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Known by locals as “Smuggs,” Smuggler’s Notch is like a Pixar film: there’s equal enjoyment for both parents and kids. The gentle slopes of Morse Mountain are an ideal learning ground for newbies, while the upper steeps of Madonna Mountain take it to a whole other level. But at the end of the day, it’s Smuggs’ ski school and family programs that are the real draw — if you’re hoping to ease the little ones into skiing, this is the place to do it.

 

Though Vail, Aspen, and Breckenridge may be the first ski towns that come to mind when you imagine hitting the powder in Colorado, it would be a mistake to forget about the adorable town of Durango, located in the state's southwest corner. The quaint historic mining hub is packed with saloons, restaurants and shops, while its accommodations range from big name to boutique hotels. But for skiers, the real draw is the nearby Purgatory Resort with 13 lifts, more than 100 runs, multiple terrain parks, and a 2,000 foot vertical drop. Oh, and did we mention it's one of the most affordable major resorts out there? It’s as easy on the wallet as it is on the eyes.

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You might not perhaps think of Oregon as having an entry in this list of top ski resorts, but you'd be surprised. Along the Bend Ale Trail, which has the bonus of offering over two dozen breweries, is Mt. Bachelor. This popular and picturesque resort offers 101 runs over 4,300 acres to explore as you swish-swish-swish down the generous slopes. Moreover, the historic downtown of Bend, on the Deschutes River, also boasts a significant number of breweries (you'd think there might be a theme here) plus restaurants and boutique stores.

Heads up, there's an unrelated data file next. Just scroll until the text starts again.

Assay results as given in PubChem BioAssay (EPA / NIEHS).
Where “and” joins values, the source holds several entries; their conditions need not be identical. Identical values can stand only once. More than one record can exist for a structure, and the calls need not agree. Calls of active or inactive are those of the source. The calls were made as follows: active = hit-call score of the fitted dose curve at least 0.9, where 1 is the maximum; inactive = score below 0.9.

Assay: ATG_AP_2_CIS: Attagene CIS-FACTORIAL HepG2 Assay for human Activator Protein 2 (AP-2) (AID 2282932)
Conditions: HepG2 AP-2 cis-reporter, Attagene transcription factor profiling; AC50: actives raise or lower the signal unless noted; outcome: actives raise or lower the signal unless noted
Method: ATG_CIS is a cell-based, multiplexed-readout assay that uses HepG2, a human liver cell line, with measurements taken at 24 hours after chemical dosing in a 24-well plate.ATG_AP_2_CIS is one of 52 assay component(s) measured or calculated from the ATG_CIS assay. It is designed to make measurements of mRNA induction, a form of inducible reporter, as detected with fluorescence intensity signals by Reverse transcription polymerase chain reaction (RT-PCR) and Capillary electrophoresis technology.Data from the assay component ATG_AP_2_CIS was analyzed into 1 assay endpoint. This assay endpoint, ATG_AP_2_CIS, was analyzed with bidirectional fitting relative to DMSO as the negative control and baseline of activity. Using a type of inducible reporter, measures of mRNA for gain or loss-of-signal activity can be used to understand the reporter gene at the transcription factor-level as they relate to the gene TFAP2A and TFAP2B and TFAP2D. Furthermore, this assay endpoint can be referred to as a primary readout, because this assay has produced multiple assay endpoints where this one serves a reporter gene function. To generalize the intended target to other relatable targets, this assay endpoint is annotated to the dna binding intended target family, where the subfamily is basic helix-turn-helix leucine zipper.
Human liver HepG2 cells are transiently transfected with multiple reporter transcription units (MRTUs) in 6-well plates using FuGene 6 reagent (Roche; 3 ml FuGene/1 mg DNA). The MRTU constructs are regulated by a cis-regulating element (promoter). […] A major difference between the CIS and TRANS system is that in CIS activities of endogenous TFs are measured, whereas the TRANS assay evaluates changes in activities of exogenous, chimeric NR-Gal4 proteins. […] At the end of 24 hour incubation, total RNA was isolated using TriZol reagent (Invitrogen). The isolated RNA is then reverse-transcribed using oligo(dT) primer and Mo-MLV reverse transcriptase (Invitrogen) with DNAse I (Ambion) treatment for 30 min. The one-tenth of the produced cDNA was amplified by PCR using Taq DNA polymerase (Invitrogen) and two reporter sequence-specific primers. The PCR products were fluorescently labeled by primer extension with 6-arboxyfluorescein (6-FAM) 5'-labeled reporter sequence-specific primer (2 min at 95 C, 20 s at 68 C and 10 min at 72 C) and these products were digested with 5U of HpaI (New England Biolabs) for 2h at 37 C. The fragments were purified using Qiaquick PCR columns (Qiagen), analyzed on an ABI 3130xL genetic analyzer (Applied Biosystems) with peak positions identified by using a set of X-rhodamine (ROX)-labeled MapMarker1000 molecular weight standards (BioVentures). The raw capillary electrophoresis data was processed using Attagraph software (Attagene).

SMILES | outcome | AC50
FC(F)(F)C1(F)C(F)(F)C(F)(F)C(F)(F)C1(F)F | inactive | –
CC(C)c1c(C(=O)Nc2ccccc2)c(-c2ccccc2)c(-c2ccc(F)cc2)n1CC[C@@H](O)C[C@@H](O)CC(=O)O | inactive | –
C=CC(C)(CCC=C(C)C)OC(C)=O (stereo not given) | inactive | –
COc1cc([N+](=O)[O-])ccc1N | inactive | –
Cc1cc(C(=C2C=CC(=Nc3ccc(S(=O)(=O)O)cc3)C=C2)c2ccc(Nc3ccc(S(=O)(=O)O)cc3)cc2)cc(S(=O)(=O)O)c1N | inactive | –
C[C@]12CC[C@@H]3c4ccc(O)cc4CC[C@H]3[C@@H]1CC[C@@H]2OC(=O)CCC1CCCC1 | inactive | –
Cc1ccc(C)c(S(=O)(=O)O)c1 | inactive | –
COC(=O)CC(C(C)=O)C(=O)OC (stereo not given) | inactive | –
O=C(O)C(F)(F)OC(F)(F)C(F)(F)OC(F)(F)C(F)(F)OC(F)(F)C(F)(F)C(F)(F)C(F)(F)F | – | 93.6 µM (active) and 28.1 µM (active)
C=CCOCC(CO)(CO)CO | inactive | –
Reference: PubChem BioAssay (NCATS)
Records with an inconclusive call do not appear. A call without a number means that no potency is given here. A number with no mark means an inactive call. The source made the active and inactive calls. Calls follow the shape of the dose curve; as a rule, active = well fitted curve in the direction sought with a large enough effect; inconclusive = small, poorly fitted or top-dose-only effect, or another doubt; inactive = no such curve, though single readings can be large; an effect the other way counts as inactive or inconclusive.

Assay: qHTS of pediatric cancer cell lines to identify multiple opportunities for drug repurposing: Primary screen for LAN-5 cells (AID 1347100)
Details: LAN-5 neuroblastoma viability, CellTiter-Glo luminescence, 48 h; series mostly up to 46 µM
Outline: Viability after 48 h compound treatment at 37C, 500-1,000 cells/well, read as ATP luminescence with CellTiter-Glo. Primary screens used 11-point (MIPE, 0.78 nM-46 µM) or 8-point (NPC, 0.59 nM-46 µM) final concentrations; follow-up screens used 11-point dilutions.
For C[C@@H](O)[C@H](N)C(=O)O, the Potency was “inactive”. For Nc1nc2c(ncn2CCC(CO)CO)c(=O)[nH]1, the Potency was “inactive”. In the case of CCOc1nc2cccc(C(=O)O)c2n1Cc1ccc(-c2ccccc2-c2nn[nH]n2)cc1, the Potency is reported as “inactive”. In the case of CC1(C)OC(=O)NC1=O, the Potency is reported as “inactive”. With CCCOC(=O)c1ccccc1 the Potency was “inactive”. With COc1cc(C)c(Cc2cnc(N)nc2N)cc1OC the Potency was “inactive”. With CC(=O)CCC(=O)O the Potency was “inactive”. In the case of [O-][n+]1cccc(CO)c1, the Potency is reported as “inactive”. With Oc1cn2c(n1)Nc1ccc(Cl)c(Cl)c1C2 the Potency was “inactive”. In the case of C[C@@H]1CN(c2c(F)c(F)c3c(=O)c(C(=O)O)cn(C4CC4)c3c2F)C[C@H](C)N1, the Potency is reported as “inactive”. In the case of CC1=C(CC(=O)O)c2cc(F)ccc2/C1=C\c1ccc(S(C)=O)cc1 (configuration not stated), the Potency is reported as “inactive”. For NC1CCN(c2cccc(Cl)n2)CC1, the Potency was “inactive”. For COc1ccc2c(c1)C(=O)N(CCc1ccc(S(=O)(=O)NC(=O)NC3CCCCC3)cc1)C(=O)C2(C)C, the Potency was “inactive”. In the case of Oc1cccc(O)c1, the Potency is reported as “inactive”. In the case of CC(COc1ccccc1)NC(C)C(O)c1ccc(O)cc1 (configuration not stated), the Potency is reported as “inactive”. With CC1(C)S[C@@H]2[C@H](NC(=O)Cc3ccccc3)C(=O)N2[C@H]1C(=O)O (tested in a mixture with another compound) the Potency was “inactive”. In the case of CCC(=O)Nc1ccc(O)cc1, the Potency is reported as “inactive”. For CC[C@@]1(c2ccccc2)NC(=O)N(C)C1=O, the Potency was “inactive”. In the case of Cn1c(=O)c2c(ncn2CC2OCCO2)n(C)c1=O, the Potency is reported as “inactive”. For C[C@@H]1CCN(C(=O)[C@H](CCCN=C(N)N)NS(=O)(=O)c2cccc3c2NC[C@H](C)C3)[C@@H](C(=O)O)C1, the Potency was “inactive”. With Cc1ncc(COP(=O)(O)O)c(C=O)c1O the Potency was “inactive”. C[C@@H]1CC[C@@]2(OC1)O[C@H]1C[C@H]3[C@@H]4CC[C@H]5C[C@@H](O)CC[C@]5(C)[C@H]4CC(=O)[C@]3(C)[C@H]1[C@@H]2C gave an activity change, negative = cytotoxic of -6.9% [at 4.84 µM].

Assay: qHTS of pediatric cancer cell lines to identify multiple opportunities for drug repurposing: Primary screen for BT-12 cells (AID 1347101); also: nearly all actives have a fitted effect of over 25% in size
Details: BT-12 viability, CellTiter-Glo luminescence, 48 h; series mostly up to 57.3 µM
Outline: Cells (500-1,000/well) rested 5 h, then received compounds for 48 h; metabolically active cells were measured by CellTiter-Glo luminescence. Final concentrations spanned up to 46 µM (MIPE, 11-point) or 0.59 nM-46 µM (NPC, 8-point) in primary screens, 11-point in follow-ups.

The White Mountain National Forest itself offers a number of ski resorts and outdoors centers with hundreds of epic trails to explore. And just half an hour's drive is North Conway, a scenic little town full of color and character. And should you fancy a little break from carving up the slopes, the Mt. Washington Observatory’s science center often features exhibits about the peak’s extreme weather, plus you can take a ride on the Cog Railway and take in the stunning views of the surrounding mountains. There are plenty of restaurants and hotels to chose from, so you're spoilt for choice.

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Situated at the edge of Glacier National Park in Montana's Rocky Mountain range is an lively little town called Whitefish and the adjacent Whitefish Mountain Resort, just a few minutes drive northwards. A whole host of activities are on offer all year round, including snowboarding, skiing, snowmobiling, hiking (in snowshoes, obviously) and that's just in winter. Over 3,000 acres of the great outdoors are accessible with breathtaking views over mountains, forests, lakes and rivers. Plus there's a free shuttlebus service between the town and the resort so you can make your way back after a hard day on the slopes and enjoy a well-earned meal and a drink at one of the many restaurants and bars in town.

Save the best 'til last, right?! There's a very good reason why Mammoth Mountain, part of the Sierra Nevada range, is considered one of, if not the best, ski and snowboard resort in the country. Not only are the views nothing short of stunning, but there are so many beautiful slopes, each one seemingly as wide as a California freeway. None of this narrow-country-lane-black-run nonsense you'll find on European slopes! Here you can take up the whole road and not have to worry about it.